[0055] Turning now to FIG. 6C at block 622, routine 600 displays the operating system-provided compatibility modes 212. After displaying the operating system-provided compatibility modes 212, routine 600 proceeds to block 624, where a compatibility mode selection is received. After receiving the compatibility mode selection, routine 600 proceeds to decision block 626, where a test is performed to determine whether the user wishes to test run the application with the selected compatibility mode. This feature of the present invention allows the user to try each compatibility mode to determine which mode solves the problem with the application being fixed. Preferably, the user request a test run by using an input device 161 to select a test run option that is displayed on video display 191 of the user's personal computer 110. If the user requests a test run, routine 600 proceeds to block 628, where the selected compatibility modes are applied to the application and the application is run in a test mode. After test running the application with the selected compatibility modes applied to the application, routine 600 proceeds to decision block 630. If, at block 626, no test run was requested, routine 600 proceeds to decision block 630.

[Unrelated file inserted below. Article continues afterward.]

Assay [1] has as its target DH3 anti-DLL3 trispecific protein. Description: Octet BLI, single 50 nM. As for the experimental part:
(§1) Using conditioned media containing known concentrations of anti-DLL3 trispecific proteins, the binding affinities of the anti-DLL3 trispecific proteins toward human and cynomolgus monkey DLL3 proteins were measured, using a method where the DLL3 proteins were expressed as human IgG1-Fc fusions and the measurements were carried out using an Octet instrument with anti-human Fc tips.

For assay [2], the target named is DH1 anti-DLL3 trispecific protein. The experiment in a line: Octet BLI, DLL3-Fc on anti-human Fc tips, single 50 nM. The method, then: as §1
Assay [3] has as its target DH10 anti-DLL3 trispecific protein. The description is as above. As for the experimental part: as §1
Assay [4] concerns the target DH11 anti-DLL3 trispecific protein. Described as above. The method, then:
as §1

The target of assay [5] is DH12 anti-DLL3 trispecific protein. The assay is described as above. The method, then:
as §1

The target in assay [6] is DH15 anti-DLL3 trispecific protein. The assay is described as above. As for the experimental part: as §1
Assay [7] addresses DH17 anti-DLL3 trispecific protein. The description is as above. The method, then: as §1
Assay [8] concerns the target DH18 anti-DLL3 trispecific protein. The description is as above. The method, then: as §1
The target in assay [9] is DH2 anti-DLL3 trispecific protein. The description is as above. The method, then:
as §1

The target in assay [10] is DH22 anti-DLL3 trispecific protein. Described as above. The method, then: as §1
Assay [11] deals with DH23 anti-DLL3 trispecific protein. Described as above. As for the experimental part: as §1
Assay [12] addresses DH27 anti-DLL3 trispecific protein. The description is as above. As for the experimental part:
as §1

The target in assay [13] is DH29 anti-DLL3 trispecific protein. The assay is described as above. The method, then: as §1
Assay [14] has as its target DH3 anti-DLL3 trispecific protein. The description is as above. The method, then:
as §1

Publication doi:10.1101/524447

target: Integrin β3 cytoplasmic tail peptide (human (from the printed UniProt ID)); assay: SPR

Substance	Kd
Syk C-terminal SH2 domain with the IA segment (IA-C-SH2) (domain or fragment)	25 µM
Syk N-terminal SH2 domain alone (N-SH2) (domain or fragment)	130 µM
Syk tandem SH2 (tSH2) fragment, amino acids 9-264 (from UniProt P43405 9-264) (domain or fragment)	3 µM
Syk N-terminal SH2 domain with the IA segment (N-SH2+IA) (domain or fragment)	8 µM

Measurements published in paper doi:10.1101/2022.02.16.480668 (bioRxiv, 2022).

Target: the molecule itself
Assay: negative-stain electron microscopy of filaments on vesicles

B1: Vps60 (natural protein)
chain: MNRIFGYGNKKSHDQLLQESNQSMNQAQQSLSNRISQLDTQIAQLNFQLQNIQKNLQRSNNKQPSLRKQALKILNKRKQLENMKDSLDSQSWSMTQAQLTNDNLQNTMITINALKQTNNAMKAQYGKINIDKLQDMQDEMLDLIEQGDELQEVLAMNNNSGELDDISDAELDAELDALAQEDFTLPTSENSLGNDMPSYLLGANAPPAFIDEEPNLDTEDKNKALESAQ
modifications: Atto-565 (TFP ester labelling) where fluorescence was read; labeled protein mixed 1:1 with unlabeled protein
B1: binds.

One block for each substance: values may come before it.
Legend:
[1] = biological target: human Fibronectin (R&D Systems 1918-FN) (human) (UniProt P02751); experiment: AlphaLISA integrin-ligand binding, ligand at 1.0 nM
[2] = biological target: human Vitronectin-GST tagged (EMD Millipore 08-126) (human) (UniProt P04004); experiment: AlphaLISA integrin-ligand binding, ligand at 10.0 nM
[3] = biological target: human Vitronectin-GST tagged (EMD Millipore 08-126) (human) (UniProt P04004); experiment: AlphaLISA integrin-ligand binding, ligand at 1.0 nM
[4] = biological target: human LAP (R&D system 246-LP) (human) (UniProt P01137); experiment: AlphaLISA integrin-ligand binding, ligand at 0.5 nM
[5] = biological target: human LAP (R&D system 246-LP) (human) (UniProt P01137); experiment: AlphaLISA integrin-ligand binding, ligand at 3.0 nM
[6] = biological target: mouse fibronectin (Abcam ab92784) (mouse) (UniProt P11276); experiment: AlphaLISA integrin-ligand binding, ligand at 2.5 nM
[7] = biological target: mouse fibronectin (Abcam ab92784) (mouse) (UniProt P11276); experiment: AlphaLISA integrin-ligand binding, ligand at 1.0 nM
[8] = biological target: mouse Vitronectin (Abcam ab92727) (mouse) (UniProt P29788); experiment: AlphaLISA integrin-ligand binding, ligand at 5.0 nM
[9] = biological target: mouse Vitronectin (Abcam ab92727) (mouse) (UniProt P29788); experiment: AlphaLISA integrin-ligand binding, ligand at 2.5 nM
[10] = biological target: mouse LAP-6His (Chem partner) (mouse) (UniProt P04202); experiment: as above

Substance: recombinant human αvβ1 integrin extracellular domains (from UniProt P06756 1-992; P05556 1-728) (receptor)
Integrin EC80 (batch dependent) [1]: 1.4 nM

[0056] At decision block 630, routine 600 performs a test to determine whether or not the user wants to continue adding the custom application-compatibility fix. If the user wishes to continue adding the custom application-compatibility fix, routine 600 proceeds to block 636, shown in FIG. 6D. Otherwise, if at decision block 630 it is determined that the user does not wish to continue, routine 600 proceeds to decision block 632, where a test is made to determine if the user would like to return to the application program information block 612. If the user wants to return to the application program information step, routine 600 returns to block 612, shown in FIG. 6B, and the foregoing steps are repeated. If the user does not want to return to the application program information step, routine 600 proceeds to block 634, where the process for adding the custom application-compatibility fix is canceled. After canceling the process for adding a custom application-compatibility fix, routine 600 proceeds to block 602, shown in FIG. 6A, and the foregoing steps are repeated.